Rühr-ei

tolerance

Germany’s Love Parade yesterday attracted 1.6 million visitors to the unlikely location of Dortmund. For New Zealand readers, I would compare this to having a Love Parade in Papakura. Dortmund is located in the industrial Ruhr area, apparently Europe’s fifth largest ‘urban area’ after Moscow, London, Paris and Madrid. Polish people abound in this coal-mining region, and after WWII the area became home to a large number of Turkish and Italian ‘guest workers’ as well.

The Italian ‘ndrangheta mafia clan have established something of a stronghold there, causing a stir last year with five sensational murders in Duisberg.

Maybe that’s part of why the region agreed to hold three successive Love Parades (last year’s was in Essen, which is also in the Ruhr area), despite the security and sanitation head-aches suffered in its long-time location of Berlin.

The mayor of Dortmund presented this new, upbeat face of Ruhr on TV in a ketchup red t-shirt with some crazy yellow graphic on it, while self-professed ‘stadium minimal’ jock Dubfire rocked the proletariats (‘prols’ as they call them in Deutschland). Then the camera turned to some good-natured grannies who were dancing around in plastic Hawaiian leis. They were probably the cutest thing about the footage. And by the way, ‘stadium minimal’ is probably not such a stretch from the persistent beat of schlager music (Germany’s ‘party pop’ for old people).

It’s hard to imagine now, but for the first couple of years (back in the early ’90s), the Love Parade really was a celebration for music lovers, queers and true freaks (not just office workers in body paint). Even my workmate Wulf confesses to having danced on a speaker stack there in purple leggings. That was just what you did. But things were different. Back then, Moby even had a few OK songs. I can vouch for it: I had one on a mix-cassette from a local radio show in New Zealand. (I didn’t wear leggings but I did copy some gothic purple eye-paint from a story on rave culture in i-D magazine. Hey, I was 13.).

My boss Torsten says the second Love Parade, the one when it rained, was the best. You can imagine the fun to be had, with a straggling crowd of anarchists on ecstasy.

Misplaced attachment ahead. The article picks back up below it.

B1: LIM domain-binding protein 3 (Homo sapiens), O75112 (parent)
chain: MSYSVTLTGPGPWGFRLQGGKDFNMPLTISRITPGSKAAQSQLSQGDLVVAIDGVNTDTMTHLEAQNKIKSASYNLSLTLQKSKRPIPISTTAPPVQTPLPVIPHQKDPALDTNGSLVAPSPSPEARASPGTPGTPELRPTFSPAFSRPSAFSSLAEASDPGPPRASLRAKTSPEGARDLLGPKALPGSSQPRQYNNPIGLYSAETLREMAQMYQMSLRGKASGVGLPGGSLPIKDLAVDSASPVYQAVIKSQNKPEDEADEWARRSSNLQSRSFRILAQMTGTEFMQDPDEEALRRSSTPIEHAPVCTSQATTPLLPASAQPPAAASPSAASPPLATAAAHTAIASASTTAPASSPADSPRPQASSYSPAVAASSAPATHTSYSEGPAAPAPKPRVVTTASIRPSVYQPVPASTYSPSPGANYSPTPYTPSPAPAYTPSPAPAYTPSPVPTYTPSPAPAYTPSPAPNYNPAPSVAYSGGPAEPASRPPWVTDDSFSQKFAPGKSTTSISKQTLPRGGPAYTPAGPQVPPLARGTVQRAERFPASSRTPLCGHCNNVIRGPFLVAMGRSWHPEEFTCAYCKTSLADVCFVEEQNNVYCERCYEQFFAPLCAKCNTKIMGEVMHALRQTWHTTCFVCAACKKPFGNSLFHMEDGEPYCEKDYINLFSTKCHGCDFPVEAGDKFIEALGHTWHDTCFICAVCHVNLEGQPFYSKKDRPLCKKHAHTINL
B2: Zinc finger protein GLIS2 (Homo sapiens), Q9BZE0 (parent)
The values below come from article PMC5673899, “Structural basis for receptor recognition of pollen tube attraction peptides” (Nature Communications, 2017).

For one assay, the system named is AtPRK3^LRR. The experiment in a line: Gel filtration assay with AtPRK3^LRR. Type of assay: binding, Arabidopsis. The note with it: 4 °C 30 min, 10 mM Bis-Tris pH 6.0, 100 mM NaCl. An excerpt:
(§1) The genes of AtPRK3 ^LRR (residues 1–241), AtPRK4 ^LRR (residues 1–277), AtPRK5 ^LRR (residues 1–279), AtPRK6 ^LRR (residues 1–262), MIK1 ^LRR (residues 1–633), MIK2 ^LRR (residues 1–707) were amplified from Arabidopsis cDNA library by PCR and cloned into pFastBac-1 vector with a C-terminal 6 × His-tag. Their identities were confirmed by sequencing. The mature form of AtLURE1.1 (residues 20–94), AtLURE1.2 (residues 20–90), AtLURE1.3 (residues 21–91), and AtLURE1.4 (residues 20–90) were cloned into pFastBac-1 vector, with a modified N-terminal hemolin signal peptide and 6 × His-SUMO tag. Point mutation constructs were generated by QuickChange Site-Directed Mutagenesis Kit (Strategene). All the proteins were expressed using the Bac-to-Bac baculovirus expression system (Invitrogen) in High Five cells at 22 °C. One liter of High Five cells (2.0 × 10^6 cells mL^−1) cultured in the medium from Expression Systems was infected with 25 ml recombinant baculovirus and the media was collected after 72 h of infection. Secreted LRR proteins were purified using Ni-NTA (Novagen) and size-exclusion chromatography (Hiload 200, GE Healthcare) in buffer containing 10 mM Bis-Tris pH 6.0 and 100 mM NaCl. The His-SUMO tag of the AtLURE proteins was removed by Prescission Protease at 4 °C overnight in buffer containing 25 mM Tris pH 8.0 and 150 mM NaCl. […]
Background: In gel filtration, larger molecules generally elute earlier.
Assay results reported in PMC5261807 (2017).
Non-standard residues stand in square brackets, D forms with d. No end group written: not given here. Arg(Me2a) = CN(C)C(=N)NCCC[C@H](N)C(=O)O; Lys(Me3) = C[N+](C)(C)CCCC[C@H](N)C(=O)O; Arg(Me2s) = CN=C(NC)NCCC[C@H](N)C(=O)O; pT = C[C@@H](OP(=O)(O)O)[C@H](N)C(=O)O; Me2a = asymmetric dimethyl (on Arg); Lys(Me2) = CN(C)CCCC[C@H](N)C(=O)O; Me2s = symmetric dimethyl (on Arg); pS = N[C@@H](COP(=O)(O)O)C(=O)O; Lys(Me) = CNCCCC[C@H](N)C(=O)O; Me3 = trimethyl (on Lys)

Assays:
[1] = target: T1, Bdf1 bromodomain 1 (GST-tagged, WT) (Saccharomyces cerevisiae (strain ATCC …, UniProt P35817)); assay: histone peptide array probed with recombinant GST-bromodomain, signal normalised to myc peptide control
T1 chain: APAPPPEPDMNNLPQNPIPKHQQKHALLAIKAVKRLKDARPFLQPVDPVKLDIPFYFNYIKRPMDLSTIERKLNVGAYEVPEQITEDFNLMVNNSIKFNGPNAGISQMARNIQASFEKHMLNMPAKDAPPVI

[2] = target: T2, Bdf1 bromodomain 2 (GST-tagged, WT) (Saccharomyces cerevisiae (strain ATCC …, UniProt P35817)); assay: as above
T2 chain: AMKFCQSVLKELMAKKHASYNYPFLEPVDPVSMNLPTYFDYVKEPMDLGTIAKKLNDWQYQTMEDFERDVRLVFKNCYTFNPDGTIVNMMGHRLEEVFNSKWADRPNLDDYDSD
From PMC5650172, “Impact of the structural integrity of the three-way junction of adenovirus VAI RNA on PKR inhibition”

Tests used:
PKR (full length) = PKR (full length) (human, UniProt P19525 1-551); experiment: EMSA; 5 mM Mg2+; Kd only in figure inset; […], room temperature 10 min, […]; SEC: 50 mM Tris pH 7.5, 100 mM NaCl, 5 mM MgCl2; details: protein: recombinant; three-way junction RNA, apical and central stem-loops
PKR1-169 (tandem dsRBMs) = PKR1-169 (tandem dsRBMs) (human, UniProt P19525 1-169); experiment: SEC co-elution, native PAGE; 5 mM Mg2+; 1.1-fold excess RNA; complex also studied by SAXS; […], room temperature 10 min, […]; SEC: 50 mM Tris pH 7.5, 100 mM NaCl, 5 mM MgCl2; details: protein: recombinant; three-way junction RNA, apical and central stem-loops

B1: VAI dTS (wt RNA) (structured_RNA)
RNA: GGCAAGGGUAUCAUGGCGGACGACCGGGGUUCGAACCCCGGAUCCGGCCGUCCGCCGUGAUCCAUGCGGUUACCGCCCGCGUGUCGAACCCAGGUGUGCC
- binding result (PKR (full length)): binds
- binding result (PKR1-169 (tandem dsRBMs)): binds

The Love Parade today is far from anarchistic. But musically, it could be worse. Dubfire (once part of US deep house act Deep Dish) is still marginally better than, say Paul Oakenfold or Tiesto.

Needless to say, we didn’t visit the Love Parade, but we did accidentally end up on a train headed to the Love Parade (we were going to nearby Düsseldorf for Japanese groceries). Despite Deutschebahn supposedly adding 500 trains to the networks that day, it was packed, and clouded with smoke of both varieties.

manyazis

The antics of the techno gangbangers above led the kids sitting next to us to grumble about the ‘azis’ (German for bogans or white trash). ‘C’mon’, I wanted to ask them, ‘Did you really think this was going to be 1.6 million people who are all there because they really, really love Dubfire?’

azis

Who do you think the Spiegel showed photos of in their coverage? Techno gangbangers getting down with the Ruhr area’s Turkish, Italian and Polish Germans in a symbolic act of unity: or ugly girls with bare breasts?
Like Nas said, it ain’t hard to tell

There was only one way to deal with this long, tangled journey, with prolonged stops in Benrath and Leverkusen as the train attendants struggled to get people to mind the closing doors.

emocouple

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